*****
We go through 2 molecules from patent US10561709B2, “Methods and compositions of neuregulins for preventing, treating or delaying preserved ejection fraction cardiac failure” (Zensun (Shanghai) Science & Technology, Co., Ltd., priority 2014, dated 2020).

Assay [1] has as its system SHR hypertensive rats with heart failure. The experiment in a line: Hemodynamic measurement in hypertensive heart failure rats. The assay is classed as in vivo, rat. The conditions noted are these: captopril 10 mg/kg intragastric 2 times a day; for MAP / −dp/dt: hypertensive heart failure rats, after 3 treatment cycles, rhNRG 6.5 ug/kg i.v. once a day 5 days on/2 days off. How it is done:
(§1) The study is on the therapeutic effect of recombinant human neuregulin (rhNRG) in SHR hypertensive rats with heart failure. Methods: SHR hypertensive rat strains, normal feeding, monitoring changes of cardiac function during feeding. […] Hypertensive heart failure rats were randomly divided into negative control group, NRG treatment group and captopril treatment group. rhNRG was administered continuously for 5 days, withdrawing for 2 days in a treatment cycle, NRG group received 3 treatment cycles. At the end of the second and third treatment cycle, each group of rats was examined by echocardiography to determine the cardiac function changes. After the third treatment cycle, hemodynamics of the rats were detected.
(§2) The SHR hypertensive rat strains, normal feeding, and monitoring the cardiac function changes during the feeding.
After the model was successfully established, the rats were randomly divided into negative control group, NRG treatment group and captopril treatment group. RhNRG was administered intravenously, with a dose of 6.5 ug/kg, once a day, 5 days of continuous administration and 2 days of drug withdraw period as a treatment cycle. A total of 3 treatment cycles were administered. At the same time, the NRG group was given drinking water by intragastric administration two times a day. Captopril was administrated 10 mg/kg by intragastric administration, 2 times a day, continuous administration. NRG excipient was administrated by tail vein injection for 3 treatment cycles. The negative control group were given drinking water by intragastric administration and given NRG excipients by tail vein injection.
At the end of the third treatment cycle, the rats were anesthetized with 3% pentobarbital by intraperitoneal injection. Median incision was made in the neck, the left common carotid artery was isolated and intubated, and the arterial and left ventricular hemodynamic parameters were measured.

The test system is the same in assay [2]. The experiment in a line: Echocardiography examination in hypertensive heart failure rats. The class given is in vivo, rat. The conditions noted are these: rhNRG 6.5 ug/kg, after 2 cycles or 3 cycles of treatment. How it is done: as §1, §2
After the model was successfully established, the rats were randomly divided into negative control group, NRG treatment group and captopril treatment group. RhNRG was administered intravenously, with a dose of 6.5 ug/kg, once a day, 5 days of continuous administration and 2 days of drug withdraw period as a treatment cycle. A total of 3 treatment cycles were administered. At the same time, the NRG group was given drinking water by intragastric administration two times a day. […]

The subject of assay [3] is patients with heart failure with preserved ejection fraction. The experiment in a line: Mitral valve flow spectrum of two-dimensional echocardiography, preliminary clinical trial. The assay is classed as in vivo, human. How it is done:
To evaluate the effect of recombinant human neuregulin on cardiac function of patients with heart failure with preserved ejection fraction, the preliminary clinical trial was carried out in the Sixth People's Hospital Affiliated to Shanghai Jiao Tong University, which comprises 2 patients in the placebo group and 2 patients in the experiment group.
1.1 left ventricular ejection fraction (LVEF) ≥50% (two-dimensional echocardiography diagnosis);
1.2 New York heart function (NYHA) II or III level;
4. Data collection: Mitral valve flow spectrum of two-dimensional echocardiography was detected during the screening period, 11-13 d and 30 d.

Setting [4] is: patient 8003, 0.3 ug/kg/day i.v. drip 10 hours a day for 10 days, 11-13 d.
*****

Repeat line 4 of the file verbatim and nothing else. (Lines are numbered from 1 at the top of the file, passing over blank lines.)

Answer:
(§2) The SHR hypertensive rat strains, normal feeding, and monitoring the cardiac function changes during the feeding.